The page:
I hope this new structure will help in creating a true and fair assessment of the applications and decrease the chronic bias and historical culture that only applications from well-established programs and investigators with a long-lasting reputation are deserving of such opportunity. Perhaps, the first tier review should be blinded and the scientific/approach should be the first component to be evaluated. In addition, an evaluation process, that includes the applicant's experience with the process, mentors, supervisor, and environment should be considered.
Dear Dr. Heyn,
Thanks for your comment and also for your positive assessment of the new changes we have just implemented; we will continuously carefully monitor the behavior and attitude of the reviewers and make changes as needed. The evaluation and progress of our grantees is constantly being monitored through annual progress reports and at sessions devoted to at scientific meetings. Additionally, we are looking for input from concerned people like you and others for new innovative ideas to improve the system.
I have a question about resubmissions of career development grant applications. If a proposal was originally submitted in 2020 (and reviewed under the old committee structure), and will be resubmitted after 2/12/21, what committee will it go to?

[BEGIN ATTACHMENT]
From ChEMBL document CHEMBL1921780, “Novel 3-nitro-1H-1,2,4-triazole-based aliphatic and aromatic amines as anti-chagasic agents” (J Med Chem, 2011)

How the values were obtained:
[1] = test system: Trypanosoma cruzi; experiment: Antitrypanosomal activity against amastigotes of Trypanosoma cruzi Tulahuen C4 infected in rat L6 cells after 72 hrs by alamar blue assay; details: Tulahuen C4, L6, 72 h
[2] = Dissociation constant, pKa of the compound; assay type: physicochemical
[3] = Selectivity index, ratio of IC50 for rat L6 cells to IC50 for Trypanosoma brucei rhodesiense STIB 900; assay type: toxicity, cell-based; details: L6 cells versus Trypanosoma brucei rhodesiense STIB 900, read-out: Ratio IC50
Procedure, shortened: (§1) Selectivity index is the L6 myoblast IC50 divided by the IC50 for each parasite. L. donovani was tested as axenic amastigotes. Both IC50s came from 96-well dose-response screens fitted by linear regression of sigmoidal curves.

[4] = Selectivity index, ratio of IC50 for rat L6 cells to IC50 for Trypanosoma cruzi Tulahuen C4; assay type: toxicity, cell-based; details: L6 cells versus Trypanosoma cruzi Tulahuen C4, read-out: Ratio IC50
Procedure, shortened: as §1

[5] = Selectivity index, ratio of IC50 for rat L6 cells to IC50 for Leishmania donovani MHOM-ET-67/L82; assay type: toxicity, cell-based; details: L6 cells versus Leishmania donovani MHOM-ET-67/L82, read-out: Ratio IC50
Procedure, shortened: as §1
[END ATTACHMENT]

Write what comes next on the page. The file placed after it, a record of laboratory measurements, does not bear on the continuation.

Effective with receipt dates on and after February 12, 2021, all K applications will be assigned based on the new committee structure. So, a K99 application will be assigned to NIA-CD1, a K01 application to NIA-CD2, and so forth. The existing members will be distributed among the new committees and they will have access to your previous summary statement.
This is a great idea! I like the restructuring such that each section review specific parts of the career path. I believe you will get more consistent results with this method.
Thanks Charlie for your support and the changes were made after long and careful consideration of pros and cons. Hopefully we will achieve uniformity and consistency across a given mechanism.
I noticed that for years certain study section have minimal change of rosters and they typically include the same people rotating between different study sections. More diversity and turnover should be in one year, as resubmission of the same application receive the same bias from the committee that reviewed it in the same year. No members should return to the same study section in less than 12 months.